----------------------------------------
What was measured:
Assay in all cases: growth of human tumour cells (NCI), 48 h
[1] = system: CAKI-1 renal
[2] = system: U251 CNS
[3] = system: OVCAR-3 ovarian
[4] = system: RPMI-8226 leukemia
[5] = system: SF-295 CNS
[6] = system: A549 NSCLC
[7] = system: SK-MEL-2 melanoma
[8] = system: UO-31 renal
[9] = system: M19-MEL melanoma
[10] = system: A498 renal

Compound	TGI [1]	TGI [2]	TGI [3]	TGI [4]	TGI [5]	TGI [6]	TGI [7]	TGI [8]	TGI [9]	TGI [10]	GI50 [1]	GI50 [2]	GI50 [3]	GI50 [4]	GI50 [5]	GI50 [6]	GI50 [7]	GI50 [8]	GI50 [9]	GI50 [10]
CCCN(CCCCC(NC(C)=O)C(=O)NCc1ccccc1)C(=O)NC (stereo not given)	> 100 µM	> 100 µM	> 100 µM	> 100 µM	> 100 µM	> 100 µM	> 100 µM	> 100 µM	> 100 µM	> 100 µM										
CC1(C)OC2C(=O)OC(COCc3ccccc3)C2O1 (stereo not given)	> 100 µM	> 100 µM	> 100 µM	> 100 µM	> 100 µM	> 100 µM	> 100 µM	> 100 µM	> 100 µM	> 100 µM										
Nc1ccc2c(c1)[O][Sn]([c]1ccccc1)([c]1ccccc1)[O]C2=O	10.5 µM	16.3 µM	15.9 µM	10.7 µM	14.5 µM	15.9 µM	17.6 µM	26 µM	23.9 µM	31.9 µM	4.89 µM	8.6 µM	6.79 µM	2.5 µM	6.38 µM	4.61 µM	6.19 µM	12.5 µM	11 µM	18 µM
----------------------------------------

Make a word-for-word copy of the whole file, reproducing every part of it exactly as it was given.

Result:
What was measured:
Assay in all cases: growth of human tumour cells (NCI), 48 h
[1] = system: CAKI-1 renal
[2] = system: U251 CNS
[3] = system: OVCAR-3 ovarian
[4] = system: RPMI-8226 leukemia
[5] = system: SF-295 CNS
[6] = system: A549 NSCLC
[7] = system: SK-MEL-2 melanoma
[8] = system: UO-31 renal
[9] = system: M19-MEL melanoma
[10] = system: A498 renal

Compound	TGI [1]	TGI [2]	TGI [3]	TGI [4]	TGI [5]	TGI [6]	TGI [7]	TGI [8]	TGI [9]	TGI [10]	GI50 [1]	GI50 [2]	GI50 [3]	GI50 [4]	GI50 [5]	GI50 [6]	GI50 [7]	GI50 [8]	GI50 [9]	GI50 [10]
CCCN(CCCCC(NC(C)=O)C(=O)NCc1ccccc1)C(=O)NC (stereo not given)	> 100 µM	> 100 µM	> 100 µM	> 100 µM	> 100 µM	> 100 µM	> 100 µM	> 100 µM	> 100 µM	> 100 µM										
CC1(C)OC2C(=O)OC(COCc3ccccc3)C2O1 (stereo not given)	> 100 µM	> 100 µM	> 100 µM	> 100 µM	> 100 µM	> 100 µM	> 100 µM	> 100 µM	> 100 µM	> 100 µM										
Nc1ccc2c(c1)[O][Sn]([c]1ccccc1)([c]1ccccc1)[O]C2=O	10.5 µM	16.3 µM	15.9 µM	10.7 µM	14.5 µM	15.9 µM	17.6 µM	26 µM	23.9 µM	31.9 µM	4.89 µM	8.6 µM	6.79 µM	2.5 µM	6.38 µM	4.61 µM	6.19 µM	12.5 µM	11 µM	18 µM